Specialized emergency care at this time is lacking, but it is essential as Laos is in the process of relieving itself of its status as a least developed country (LDC). The rising population, vehicular traffic, and industrialization need to be paralleled by a developing and improving healthcare system. Emergency medicine and emergency management are critical to this process.

What is the most difficult part of EM training?
Medical training in Laos is faced with all kinds of difficulties such as a lack of equipment, a lack of specialized knowledge and lessons, linguistic difficulties, and doctors being unaware of reliable sources of knowledge.

What do you like best about working in the ED?
Emergency medicine is highly challenging because it is an area of work which has to cater to patients of all kinds. As a doctor, I recognize the importance of the emergency department and often parallel it to the military: a fence to protect a country.

What would you like physicians in other countries to know about EM in Laos?
I would like them to know about the solidarity and unity we share as a work-family - solidarity where everything takes place peacefully - and the mutual respect we have for each other. I believe this helps us as coworkers during difficult times. However, we still lack knowledge, equipment, and expensive medications, all of which remains a problem in Lao medical facilities.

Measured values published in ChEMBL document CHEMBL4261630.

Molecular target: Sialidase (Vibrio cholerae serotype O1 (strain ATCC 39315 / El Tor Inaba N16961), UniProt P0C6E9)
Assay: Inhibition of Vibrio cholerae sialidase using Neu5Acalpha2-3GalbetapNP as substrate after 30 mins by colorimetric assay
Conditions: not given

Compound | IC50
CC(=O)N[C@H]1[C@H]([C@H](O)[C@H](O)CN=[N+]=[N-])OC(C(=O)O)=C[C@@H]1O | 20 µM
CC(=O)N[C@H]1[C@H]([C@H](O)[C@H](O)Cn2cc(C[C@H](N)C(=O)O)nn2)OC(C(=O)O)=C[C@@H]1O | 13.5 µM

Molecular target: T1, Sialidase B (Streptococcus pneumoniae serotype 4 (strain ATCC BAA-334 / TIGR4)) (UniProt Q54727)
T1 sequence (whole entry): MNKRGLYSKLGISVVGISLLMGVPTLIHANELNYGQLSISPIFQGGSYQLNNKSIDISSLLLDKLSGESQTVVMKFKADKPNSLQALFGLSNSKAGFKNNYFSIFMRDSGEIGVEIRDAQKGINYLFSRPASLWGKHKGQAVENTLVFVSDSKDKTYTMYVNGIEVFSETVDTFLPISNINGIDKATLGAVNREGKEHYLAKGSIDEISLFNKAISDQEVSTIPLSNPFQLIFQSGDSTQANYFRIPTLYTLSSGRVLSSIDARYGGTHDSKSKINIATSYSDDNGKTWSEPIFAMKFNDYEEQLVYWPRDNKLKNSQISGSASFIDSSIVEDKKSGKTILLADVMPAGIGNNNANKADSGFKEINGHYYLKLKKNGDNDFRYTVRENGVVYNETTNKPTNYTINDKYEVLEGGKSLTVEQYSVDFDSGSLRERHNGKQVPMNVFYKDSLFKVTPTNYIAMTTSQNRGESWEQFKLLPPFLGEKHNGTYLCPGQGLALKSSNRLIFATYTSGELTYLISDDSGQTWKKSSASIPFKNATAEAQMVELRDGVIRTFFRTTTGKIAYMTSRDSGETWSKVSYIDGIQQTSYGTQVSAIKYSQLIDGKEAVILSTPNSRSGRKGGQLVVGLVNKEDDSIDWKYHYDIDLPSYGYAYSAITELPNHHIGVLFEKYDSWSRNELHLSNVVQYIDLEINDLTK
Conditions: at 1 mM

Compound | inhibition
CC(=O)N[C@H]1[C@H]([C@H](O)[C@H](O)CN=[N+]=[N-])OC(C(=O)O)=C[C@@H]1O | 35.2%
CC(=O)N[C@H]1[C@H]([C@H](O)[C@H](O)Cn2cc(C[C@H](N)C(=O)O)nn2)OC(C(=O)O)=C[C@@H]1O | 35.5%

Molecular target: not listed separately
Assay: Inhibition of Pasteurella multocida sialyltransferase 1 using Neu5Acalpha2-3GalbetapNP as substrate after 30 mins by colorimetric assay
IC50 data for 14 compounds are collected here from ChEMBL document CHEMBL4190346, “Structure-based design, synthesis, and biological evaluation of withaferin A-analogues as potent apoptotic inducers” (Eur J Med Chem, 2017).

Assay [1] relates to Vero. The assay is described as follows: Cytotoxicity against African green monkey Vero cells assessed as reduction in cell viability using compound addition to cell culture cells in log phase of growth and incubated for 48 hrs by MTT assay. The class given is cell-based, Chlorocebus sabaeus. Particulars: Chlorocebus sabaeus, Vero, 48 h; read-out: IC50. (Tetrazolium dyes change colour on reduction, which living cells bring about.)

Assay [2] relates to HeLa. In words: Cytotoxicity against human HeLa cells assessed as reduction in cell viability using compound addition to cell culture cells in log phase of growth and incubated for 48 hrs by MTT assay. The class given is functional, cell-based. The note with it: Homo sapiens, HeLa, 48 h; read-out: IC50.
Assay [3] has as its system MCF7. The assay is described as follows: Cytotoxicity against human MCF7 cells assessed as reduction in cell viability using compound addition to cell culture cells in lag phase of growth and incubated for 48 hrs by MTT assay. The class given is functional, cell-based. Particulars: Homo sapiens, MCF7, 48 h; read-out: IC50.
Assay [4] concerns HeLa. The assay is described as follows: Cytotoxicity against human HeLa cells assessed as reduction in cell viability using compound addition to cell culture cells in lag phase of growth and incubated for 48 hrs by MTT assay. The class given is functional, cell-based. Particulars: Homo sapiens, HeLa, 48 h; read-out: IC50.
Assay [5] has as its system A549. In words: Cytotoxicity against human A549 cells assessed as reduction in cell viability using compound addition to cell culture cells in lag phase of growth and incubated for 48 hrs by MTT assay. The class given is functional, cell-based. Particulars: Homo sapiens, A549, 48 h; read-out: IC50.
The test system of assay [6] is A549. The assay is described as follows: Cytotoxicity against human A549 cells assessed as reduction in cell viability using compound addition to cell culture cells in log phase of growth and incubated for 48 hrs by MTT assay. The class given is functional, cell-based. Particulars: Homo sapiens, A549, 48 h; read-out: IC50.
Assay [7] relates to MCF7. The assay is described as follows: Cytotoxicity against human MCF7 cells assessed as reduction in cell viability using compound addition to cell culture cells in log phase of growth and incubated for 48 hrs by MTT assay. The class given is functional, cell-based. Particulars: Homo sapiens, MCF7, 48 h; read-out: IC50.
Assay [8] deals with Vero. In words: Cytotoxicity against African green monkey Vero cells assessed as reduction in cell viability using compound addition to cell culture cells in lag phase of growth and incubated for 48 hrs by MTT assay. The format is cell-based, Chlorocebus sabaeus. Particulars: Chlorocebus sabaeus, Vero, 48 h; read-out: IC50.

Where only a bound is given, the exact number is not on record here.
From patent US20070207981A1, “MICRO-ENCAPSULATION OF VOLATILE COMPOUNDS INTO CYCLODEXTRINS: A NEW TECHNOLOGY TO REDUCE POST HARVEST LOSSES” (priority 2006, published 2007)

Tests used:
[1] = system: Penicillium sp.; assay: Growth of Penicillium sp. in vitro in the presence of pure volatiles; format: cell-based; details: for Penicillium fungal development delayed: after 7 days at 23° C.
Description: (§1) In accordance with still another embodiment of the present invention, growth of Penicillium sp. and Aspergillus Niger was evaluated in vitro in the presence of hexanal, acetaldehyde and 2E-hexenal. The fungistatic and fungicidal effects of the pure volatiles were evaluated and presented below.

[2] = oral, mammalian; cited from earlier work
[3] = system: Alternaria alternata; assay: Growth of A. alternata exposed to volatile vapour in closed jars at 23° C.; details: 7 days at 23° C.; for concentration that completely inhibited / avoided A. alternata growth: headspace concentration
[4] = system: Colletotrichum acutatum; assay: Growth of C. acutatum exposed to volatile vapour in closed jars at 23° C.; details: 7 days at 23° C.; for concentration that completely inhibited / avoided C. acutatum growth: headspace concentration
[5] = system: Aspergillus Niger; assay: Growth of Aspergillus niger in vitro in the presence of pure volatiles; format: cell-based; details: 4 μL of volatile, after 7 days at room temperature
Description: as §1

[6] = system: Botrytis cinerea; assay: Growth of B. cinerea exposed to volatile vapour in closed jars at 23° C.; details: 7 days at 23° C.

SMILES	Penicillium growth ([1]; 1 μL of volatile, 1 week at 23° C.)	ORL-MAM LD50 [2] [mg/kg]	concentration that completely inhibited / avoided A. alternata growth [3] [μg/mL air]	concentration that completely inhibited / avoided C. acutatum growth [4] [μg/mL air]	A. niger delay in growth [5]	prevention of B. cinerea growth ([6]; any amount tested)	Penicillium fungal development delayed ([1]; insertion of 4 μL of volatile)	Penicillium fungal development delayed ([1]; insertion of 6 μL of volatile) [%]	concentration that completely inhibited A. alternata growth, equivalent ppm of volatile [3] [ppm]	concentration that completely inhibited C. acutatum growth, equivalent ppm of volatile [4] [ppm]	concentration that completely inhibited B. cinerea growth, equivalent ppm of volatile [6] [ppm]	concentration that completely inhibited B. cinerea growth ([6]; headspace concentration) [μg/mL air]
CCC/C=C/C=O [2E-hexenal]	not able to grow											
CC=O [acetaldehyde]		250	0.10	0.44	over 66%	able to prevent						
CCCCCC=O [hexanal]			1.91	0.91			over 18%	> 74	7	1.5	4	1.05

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Dr. Thepbandith Sydavong worked in the ED of Setthathirath Hospital, a central hospital in Vientiane Capital, before she was chosen for the EM residency.

Why did you choose a career in medicine?
I enjoy providing healthcare services to patients who come in to receive them. It is challenging work and there is a great need for trained personnel. There are insufficient numbers to meet healthcare demands. It makes me feel proud and happy each time I play a part in this.

How do you think EM will improve patient care in Laos?
The ED is right on the front-line of the hospital, so every day our ED meets people in all kinds of conditions, from minor to severe. Therefore, if the ED works systematically and uniformly, we are able to act fast in diagnosing the patient and performing the treatment in time. This reduces mortality and morbidity rates and the need for inpatient treatment.

What would you like physicians in other countries to know about Laos and about Emergency Medicine in Laos?
Laos is a developing country with a high demand for healthcare to adequately cater to the needs of the population. Emergency care is important and challenging for all our hospitals, as the supply of trained personnel and necessary emergency equipment are often insufficient. This leads to delays in diagnosis and treatment and significant morbidity. The lack of EM specialists also makes education difficult for EM residents like myself.

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If you would like to support Emergency Medicine in Lao PDR, we are looking for financial contributions and volunteers. More information can be found on the Health Frontiers website: